POLITICS

Rick Santorum Compares Undocumented Parents To Bank Robbers

Hey, breaking the law is breaking the law.

WASHINGTON -- It's "tragic" when people are split from their families because they do something wrong, Republican presidential candidate Rick Santorum said Thursday. But he fully supports deporting parents of U.S. citizens because it's "consistent" with what the country does to people who commit crimes.

"It’s like someone who robs a bank because they want to feed their family," the former Pennsylvania senator said in a speech at the National Press Club. "Do I feel bad that they don't have enough money and they felt the need to rob a bank and provide for their family? Of course I feel bad, we all feel bad. ... But that doesn't obviate the fact that they've broken the law and that there are consequences to breaking the law."

Santorum seemed frustrated about being asked whether he is all right with the fact that his hardline positions on immigration -- the focus of Thursday's speech -- would split up families. After all, he said, the U.S. separates families all the time by sending people to jail.

"It's a tragic thing -- I don't like it, I wish they weren't separated," he said. "But the fact of the matter is that we are a nation of laws."

Santorum's speech was an attempt to put himself back into the spotlight on immigration, or perhaps in the spotlight at all, given his lagging poll numbers. Business mogul Donald Trump has received considerable attention for his deport-them-all policies and arguments for limiting legal immigration. Wisconsin Gov. Scott Walker received press earlier this year for saying legal immigration should be restricted.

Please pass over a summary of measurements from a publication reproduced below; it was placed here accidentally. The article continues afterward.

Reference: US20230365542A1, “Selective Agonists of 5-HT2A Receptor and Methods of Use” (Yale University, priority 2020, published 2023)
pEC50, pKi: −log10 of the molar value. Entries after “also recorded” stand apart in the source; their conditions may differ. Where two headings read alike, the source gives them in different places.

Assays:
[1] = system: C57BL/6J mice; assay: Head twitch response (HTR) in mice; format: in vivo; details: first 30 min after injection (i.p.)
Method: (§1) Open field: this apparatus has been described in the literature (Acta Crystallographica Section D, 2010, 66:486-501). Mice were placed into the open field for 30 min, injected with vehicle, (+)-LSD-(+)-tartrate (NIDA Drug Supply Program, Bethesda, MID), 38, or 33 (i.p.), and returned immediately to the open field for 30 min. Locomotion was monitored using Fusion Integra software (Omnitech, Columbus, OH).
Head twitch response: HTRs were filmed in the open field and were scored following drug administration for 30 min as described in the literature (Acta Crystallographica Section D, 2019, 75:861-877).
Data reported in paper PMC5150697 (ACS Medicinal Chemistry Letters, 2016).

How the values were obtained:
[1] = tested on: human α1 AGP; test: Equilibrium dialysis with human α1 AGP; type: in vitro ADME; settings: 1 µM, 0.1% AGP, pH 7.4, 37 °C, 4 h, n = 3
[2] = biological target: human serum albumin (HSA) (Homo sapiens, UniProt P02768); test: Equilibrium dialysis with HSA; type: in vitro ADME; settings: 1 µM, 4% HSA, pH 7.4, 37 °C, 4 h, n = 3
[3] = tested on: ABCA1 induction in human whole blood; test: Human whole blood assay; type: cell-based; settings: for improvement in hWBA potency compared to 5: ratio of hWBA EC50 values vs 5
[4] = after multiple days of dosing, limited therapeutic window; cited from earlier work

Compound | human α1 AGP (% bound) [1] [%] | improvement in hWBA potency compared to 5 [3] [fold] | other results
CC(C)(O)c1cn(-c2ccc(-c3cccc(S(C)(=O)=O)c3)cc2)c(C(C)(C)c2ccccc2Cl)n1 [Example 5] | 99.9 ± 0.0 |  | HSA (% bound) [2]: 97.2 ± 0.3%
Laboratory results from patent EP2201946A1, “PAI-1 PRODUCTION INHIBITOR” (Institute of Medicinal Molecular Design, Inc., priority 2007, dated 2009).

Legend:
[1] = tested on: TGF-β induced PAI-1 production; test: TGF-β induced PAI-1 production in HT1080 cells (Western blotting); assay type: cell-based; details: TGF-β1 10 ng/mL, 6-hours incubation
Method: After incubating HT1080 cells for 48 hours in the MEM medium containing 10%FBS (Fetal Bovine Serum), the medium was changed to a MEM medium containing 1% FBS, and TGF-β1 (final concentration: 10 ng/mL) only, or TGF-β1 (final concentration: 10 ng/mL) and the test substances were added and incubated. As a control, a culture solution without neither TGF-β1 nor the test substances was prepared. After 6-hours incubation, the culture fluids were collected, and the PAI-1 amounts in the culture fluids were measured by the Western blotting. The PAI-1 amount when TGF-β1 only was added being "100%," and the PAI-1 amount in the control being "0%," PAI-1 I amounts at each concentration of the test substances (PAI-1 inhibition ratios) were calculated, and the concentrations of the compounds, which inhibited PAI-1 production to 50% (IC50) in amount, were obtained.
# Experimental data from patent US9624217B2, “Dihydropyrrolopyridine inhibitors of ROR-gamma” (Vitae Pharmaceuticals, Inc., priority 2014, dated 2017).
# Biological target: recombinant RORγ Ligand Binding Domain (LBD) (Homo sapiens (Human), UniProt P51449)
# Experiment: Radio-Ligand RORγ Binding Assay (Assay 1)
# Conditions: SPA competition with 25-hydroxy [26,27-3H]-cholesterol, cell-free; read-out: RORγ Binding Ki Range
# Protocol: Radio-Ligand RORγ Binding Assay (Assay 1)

Santorum noted multiple times that he's said the same for years.

"Until this summer, I was the only candidate who had a message focused on helping American workers by putting common-sense limits on this surge of immigrants," he said, adding later that he wanted to "encourage all the candidates and all Americans to listen to my vision for how we make America stronger."

Santorum said during his speech that he, like Trump, believes children of unauthorized immigrants should not gain automatic citizenship, as they are guaranteed under the 14th Amendment, although he added that it's not his "highest priority" to make such a policy change. He said the courts needed to determine whether birthright citizenship was truly required by the 14th Amendment. 

One of his higher priorities is driving out undocumented immigrants, in part by finding and deporting those who came to the U.S. legally and then overstayed their visas. Undocumented immigrants who commit crimes would be found and deported when they were picked up by police, who would be required to either cooperate with Immigration and Customs Enforcement or lose federal grants, Santorum said.

Only one group of unauthorized immigrants would be spared: those who are doing agricultural jobs Americans don't want, according to Santorum. He said some people in that category could stay if their employer paid a fee each year. 

Further unauthorized immigration should be prevented by sending more patrol agents and resources to the border and building more fencing, he said. Unlike Trump, who said a border wall should be built by the Mexican government, Santorum said he would have American workers build a fence.

If Mexico didn't cooperate with preventing unauthorized immigration into the U.S., it could be punished by suspending border crossing cards -- a proposal that would likely do considerable damage to the economies of towns along the border that get business from Mexicans who cross for the day.

Although most of the GOP candidates have argued for ramping up border security and upping deportations, Santorum is on the extreme end in his calls to restrict legal immigration, which he said should be reduced by 25 percent. He said this should be done by eliminating the visa lottery and so-called chain migration, when immigrants bring over family members, but not increasing other visa categories.

He said he's not anti-immigrant, and anyone who defines him that way is a hypocrite unless they're for open borders.

"If you're not for that, then you can't call anybody who wants to have a discussion as to what the limits are anti-immigrant," he said.  

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